You further alleged that the membership adopted a motion requiring that all campaign advertisements submitted for publication in the local's newspaper be censored by limiting such advertisements to the candidate's name, the position sought, and the candidate's qualification. The investigation disclosed that during a February 2007 membership meeting members passed a rule that limited the information appearing in campaign advertisements but that such rule was never implemented or enforced. The Act was not violated.

You alleged that, in December 2006, the local inflated the price for placing a campaign advertisement in the local's newsletter in connection with the November 2007 election to interfere with your campaign efforts. The investigation disclosed that you did not start actively campaign until May 2007 and that the price the local quoted you in 2006 was only an estimate. Further, the price that was eventually charged all candidates, including you, for campaign advertisements was consistent with the prices the local had charged candidates in previous elections. The Act was not violated.

You alleged that the voted ballots were stored in an unsecured area at the post office, violating the requirement of Section 401(c) of the Act. The investigation disclosed that the voted ballots were placed in postal trays that were stored in a secured cabinet located in the storage area of the post office. The investigation also disclosed that there was Limited access to the storage area and the voted ballots remained in the secured cabinet until the day that they were picked up by the election committee for tallying and counting. The Act was not violated.

You alleged that the election committee did not inform your slate of the time and the location of the ballot preparation and ballot mailing and, as a result, you were unable to determine the number of ballots that were printed and mailed. The investigation revealed that neither you nor any other candidate requested to be present during the ballot preparation and the ballot mailing. Further, the investigation showed that the election committee chairperson made information available to you on the day of the vote tally concerning the printing and the mailing of the ballots. The Act was not violated.

You alleged that the local bylaws and the National constitution were violated because nominations were not the first order of business.during the meeting at which nominations were conducted. The investigation disclosed that the constitution and bylaws are silent concerning this matter. Further, the National's regulations governing the election procedures provide only that nominations should be a separate order of business at the meeting. The Act, the constitution, the bylaws, and the regulations were not violated.

You alleged that nominations were reopened after they were closed. The investigation disclosed that candidates unable to attend the nominations meeting were required to submit an acceptance letter to the local's secretary treasurer prior to the meeting. The investigation revealed that a candidate for trustee who believed that she would be unable to attend that meeting submitted an acceptance letter to a local officer prior to the nominations meeting, but the officer failed to provide it to the secretary treasurer. To remedy the officer's failure to submit the acceptance letter to the secretary treasurer, nominations were reopened for trustee after the candidate arrived at the meeting so that she could be nominated to that office. This procedure did not violate any National or Branch 70 rule. The Act was not violated.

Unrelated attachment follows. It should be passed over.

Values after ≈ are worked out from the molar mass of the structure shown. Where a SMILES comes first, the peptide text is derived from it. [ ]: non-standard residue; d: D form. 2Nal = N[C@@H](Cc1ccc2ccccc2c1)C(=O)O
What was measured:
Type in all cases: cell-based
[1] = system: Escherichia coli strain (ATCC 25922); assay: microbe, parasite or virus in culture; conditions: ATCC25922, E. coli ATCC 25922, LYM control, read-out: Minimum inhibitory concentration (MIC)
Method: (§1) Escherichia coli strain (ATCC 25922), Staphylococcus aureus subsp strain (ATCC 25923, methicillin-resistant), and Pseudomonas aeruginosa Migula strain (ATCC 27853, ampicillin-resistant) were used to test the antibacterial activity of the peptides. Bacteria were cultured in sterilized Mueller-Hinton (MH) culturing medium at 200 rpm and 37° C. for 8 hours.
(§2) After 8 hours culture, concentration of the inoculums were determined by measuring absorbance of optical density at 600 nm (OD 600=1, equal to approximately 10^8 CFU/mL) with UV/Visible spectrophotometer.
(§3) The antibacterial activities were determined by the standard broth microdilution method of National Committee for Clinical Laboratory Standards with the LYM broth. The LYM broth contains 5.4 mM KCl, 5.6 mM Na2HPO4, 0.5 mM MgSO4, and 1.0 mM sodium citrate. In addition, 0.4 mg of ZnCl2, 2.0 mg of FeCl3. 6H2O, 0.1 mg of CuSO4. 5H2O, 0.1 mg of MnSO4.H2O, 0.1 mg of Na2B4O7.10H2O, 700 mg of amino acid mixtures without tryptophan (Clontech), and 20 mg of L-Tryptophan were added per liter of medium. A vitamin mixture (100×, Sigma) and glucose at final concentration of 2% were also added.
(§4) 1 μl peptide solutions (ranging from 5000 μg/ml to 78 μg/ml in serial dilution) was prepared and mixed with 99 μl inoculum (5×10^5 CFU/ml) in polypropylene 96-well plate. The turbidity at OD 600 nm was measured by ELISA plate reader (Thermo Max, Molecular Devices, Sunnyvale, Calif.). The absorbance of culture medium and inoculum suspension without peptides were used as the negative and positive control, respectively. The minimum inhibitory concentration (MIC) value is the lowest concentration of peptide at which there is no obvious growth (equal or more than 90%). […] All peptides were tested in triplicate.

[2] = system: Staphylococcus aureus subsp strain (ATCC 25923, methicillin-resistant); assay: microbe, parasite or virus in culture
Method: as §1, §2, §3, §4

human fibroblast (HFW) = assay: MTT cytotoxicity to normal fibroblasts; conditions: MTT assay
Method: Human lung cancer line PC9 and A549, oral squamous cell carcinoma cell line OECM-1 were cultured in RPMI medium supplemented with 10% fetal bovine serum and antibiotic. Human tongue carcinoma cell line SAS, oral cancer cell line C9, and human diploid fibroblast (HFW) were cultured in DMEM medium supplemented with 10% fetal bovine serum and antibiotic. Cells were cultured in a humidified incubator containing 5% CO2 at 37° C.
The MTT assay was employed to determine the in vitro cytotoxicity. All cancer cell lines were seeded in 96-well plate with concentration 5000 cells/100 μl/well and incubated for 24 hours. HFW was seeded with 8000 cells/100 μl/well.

You alleged that the results of the vote tally that was posted in the December 2007 local newsletter were different from those posted the night of the tally. The Department's recount of votes cast in the election disclosed that any discrepancies that existed in the vote totals did not change the election outcome. Thus, no violation of the Act affecting the election occurred.

You alleged that posting the incorrect vote tallies in the local's December 2007 newspaper constituted a violation of the section 401(g) of the Act, 29 U.S.C. 5 481(g). That provision prohibits the use of union funds to promote the candidacy of a person. Any such posting occurred after the November 2007 election was completed and, thus, it could not have possibly promoted or discouraged the candidacy of any person. The Act was not violated.

You alleged that the election committee was subject to a conflict of interest in carrying out their duties because they were appointed by the incumbent president and they campaigned for him prior to or during such appointment. The investigation did not disclose that any National or Branch 70 rule was violated or that members of the election committee engaged in election improprieties while carrying out their duties. Further, the investigation did not show that members of the election committee continued to campaign after the Branch 70 president issued an October 22,2007 letter requesting that members of the election committee stop campaigning. The Act was not violated.